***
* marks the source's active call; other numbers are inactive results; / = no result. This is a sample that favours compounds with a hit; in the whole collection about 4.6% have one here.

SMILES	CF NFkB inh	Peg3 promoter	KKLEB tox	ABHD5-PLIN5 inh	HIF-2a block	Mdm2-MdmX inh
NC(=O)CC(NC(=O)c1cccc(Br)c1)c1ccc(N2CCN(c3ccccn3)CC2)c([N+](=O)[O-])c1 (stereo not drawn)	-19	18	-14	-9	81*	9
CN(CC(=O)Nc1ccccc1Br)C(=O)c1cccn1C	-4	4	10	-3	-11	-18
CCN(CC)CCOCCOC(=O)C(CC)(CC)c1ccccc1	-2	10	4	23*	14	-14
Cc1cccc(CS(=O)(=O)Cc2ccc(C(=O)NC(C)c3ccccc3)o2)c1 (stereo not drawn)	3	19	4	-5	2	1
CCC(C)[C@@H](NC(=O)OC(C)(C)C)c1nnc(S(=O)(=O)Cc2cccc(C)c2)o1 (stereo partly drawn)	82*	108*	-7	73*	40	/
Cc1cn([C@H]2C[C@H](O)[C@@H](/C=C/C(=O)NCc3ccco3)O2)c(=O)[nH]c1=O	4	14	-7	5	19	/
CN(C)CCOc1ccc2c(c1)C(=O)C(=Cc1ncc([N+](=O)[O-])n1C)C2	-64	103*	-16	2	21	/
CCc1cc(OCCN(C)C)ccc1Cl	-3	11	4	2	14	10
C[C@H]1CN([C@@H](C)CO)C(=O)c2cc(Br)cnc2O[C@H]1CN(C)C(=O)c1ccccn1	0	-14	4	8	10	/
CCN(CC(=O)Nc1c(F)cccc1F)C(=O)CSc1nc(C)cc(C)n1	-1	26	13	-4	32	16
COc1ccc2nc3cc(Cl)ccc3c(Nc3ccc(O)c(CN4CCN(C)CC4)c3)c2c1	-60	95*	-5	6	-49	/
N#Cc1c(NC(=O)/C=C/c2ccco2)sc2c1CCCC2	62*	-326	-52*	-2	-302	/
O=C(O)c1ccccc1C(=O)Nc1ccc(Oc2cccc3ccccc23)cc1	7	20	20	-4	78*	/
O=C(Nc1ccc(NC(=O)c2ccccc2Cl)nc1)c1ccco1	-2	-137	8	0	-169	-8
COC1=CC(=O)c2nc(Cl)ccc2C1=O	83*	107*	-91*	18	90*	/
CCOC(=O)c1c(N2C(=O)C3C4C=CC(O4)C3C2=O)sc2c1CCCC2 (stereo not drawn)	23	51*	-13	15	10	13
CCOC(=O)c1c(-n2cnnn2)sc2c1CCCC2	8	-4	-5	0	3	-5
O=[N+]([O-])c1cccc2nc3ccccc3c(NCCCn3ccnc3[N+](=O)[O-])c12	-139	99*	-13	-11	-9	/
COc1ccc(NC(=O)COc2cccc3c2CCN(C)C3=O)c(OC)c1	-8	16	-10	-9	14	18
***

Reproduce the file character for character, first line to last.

* marks the source's active call; other numbers are inactive results; / = no result. This is a sample that favours compounds with a hit; in the whole collection about 4.6% have one here.

SMILES	CF NFkB inh	Peg3 promoter	KKLEB tox	ABHD5-PLIN5 inh	HIF-2a block	Mdm2-MdmX inh
NC(=O)CC(NC(=O)c1cccc(Br)c1)c1ccc(N2CCN(c3ccccn3)CC2)c([N+](=O)[O-])c1 (stereo not drawn)	-19	18	-14	-9	81*	9
CN(CC(=O)Nc1ccccc1Br)C(=O)c1cccn1C	-4	4	10	-3	-11	-18
CCN(CC)CCOCCOC(=O)C(CC)(CC)c1ccccc1	-2	10	4	23*	14	-14
Cc1cccc(CS(=O)(=O)Cc2ccc(C(=O)NC(C)c3ccccc3)o2)c1 (stereo not drawn)	3	19	4	-5	2	1
CCC(C)[C@@H](NC(=O)OC(C)(C)C)c1nnc(S(=O)(=O)Cc2cccc(C)c2)o1 (stereo partly drawn)	82*	108*	-7	73*	40	/
Cc1cn([C@H]2C[C@H](O)[C@@H](/C=C/C(=O)NCc3ccco3)O2)c(=O)[nH]c1=O	4	14	-7	5	19	/
CN(C)CCOc1ccc2c(c1)C(=O)C(=Cc1ncc([N+](=O)[O-])n1C)C2	-64	103*	-16	2	21	/
CCc1cc(OCCN(C)C)ccc1Cl	-3	11	4	2	14	10
C[C@H]1CN([C@@H](C)CO)C(=O)c2cc(Br)cnc2O[C@H]1CN(C)C(=O)c1ccccn1	0	-14	4	8	10	/
CCN(CC(=O)Nc1c(F)cccc1F)C(=O)CSc1nc(C)cc(C)n1	-1	26	13	-4	32	16
COc1ccc2nc3cc(Cl)ccc3c(Nc3ccc(O)c(CN4CCN(C)CC4)c3)c2c1	-60	95*	-5	6	-49	/
N#Cc1c(NC(=O)/C=C/c2ccco2)sc2c1CCCC2	62*	-326	-52*	-2	-302	/
O=C(O)c1ccccc1C(=O)Nc1ccc(Oc2cccc3ccccc23)cc1	7	20	20	-4	78*	/
O=C(Nc1ccc(NC(=O)c2ccccc2Cl)nc1)c1ccco1	-2	-137	8	0	-169	-8
COC1=CC(=O)c2nc(Cl)ccc2C1=O	83*	107*	-91*	18	90*	/
CCOC(=O)c1c(N2C(=O)C3C4C=CC(O4)C3C2=O)sc2c1CCCC2 (stereo not drawn)	23	51*	-13	15	10	13
CCOC(=O)c1c(-n2cnnn2)sc2c1CCCC2	8	-4	-5	0	3	-5
O=[N+]([O-])c1cccc2nc3ccccc3c(NCCCn3ccnc3[N+](=O)[O-])c12	-139	99*	-13	-11	-9	/
COc1ccc(NC(=O)COc2cccc3c2CCN(C)C3=O)c(OC)c1	-8	16	-10	-9	14	18